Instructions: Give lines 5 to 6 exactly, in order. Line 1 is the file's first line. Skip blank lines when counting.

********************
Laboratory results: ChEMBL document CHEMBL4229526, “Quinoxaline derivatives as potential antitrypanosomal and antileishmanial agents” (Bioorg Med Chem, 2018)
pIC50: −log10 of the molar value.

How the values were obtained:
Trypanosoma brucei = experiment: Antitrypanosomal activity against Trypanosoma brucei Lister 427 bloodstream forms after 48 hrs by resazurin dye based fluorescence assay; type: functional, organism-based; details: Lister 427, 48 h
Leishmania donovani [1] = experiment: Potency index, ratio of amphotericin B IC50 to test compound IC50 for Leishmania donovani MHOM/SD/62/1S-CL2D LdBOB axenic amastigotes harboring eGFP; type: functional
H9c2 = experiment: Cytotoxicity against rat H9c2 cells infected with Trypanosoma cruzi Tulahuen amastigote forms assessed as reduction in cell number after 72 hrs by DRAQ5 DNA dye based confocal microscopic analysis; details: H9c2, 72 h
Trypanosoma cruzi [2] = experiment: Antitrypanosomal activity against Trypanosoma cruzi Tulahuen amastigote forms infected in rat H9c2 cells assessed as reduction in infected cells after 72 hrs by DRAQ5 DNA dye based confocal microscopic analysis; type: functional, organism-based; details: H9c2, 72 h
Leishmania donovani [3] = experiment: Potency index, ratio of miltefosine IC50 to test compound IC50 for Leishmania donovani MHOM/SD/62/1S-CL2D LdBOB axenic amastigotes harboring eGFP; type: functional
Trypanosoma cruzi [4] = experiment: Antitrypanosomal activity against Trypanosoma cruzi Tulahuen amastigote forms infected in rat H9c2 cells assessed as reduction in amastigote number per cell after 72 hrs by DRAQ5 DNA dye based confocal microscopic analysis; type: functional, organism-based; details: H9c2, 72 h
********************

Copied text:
Leishmania donovani [1] = experiment: Potency index, ratio of amphotericin B IC50 to test compound IC50 for Leishmania donovani MHOM/SD/62/1S-CL2D LdBOB axenic amastigotes harboring eGFP; type: functional
H9c2 = experiment: Cytotoxicity against rat H9c2 cells infected with Trypanosoma cruzi Tulahuen amastigote forms assessed as reduction in cell number after 72 hrs by DRAQ5 DNA dye based confocal microscopic analysis; details: H9c2, 72 h